The Trouble With Hillary

Illustration by David Wong.

Each time John McCain stoops to commit some purely, nakedly political act, like campaigning for George W. Bush’s reelection or giving his okay to the teaching of “intelligent design” in public schools, I cringe. There are so few national politicians wired to speak candidly, from the heart and the hip, that I have a soft spot for almost all of them—Bob Kerrey, sure, but also Bob Dole and Bill Weld, even nuts like Jesse Ventura. So when McCain behaves like a normal politician, it’s a disturbing departure from my Frank Capra script for him.

The same kind of gesture from Hillary Clinton, on the other hand, simply confirms what one thinks already, since the script for her (more Cukor, less Capra) is all about cool calculation and calibration in service to the main chance. She is, after all, the feminist who at age 35, seven years married, started calling herself Hillary Rodham Clinton in order to give her husband a better chance at winning back the governorship in old-fashioned Arkansas. So when she announced the other day that she was signing on as a co-sponsor of a new anti-flag-desecration bill—Look at me! I’m jerking right!—it seemed in character. It was one more fragment of evidence, unattractive but inevitable, that she is not really running for reelection to the Senate from New York.

Duh. But I still found it disheartening. Not because I imagine the Flag Protection Act poses any serious jeopardy to free speech. Rather, as an exemplary gesture by the presumptive 2008 nominee, it was a vivid small example of the routine, ritual dishonesty that infuses our political discourse so thoroughly.

All bills about this faux issue are, of course, a waste of time, the statutory expressions of an apoplectic comic-book politics that fantasizes America-haters fighting patriots in the public square, with Old Glory aflame. Hillary’s law is especially pathetic, like one of those “funny” nineteenth-century statutes, but updated with weenie-ish 21st-century hate-speech pieties. Desecrating a flag, the bill declares, “causes more than pain and distress to the overwhelming majority of the American people and may amount to … a direct threat to the … emotional well-being of individuals at whom the threat is targeted.” And the statute has been crafted so narrowly, in an attempt to meet constitutional muster, that it will criminalize only the destruction of government-owned flags, or of flags on federal property—so you’ll still be free to desecrate your own flag unless your “primary purpose and intent [is] to incite … violence.” In other words, the Flag Protection Act of 2005 will make destroying government property and inciting riots, well, you know, even more illegal than they already are.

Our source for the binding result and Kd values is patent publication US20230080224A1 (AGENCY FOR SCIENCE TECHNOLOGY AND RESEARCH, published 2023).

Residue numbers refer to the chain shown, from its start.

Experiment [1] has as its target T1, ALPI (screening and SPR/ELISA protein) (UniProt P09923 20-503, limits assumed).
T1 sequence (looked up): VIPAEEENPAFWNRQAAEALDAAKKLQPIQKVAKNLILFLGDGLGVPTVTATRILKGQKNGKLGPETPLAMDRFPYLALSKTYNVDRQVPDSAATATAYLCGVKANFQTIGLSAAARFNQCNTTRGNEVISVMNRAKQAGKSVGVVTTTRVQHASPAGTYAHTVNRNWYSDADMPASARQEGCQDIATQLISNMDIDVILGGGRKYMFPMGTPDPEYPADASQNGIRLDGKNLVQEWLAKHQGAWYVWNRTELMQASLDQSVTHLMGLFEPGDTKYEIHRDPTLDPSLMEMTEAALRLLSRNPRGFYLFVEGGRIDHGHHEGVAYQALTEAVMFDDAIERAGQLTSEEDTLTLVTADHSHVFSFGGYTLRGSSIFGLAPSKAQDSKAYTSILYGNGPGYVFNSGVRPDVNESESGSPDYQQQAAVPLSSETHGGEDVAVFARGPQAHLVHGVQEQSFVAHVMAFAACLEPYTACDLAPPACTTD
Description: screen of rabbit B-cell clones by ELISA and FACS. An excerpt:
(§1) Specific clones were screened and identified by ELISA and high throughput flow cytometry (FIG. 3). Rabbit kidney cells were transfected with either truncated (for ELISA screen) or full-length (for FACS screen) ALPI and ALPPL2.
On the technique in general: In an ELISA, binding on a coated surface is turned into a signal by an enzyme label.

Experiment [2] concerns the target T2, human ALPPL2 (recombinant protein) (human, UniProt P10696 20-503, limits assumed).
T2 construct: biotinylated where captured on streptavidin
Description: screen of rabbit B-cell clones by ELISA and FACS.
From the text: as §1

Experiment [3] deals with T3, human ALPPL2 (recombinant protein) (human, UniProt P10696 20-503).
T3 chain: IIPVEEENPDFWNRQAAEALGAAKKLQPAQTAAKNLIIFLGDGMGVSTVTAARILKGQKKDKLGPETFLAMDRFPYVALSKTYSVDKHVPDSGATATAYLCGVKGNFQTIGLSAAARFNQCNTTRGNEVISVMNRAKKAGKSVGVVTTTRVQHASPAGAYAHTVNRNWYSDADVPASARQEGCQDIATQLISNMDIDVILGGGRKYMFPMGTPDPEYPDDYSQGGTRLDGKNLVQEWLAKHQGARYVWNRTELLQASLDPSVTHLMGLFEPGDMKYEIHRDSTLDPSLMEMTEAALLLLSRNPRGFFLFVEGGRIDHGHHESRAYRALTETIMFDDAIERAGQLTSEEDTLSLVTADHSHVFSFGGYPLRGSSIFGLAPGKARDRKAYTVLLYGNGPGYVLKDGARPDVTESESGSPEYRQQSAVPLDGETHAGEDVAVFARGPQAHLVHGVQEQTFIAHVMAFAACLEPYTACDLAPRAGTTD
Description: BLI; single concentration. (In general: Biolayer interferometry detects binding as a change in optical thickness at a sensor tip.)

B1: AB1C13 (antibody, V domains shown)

But Hillary, being a Clinton, has a too-clever-by-half escape hatch ready when the civil libertarians object: She can say she’s still against amending the Constitution to outlaw flag-burning. Someone should ask her exactly how those positions jibe. Hers is a distinction without a difference.

It’s not like with gay marriage, where she can at least have it both ways logically. It is coherent to oppose gays’ marrying (as Hillary does) yet also to oppose (as Hillary does) a constitutional amendment to outlaw it—she could make a states’-rights case that Massachusetts should remain free to codify personal morality in ways she disapproves of. She doesn’t make that argument, though, since she doesn’t really disapprove of gay marriage but only feels obliged to oppose it because most Americans do—because, as her husband wrote of his own moral sail-trimming when he was young, she wants to maintain her political viability within the system.

Lacking her husband’s uncanny knack for finessing left and right, however—the famous triangulation strategy—she plays the game awkwardly, like a very earnest Vulcan who has closely studied Earth politics. When Governor Clinton returned to Arkansas just before the 1992 New Hampshire primary to preside over the execution of a black brain-damaged cop killer, it was an act of evil political genius; a few months later, when he gave a speech to Jesse Jackson’s Rainbow Coalition criticizing the rapper Sister Souljah’s apologia for murderous black L.A. rioters, it was not even evil. In any case, his I’m-no-bleeding-heart signals worked to fix him in voters’ minds as moderate, comfortably quasi-conservative—that is, happy to let the state kill but unwilling to excuse black thugs who do.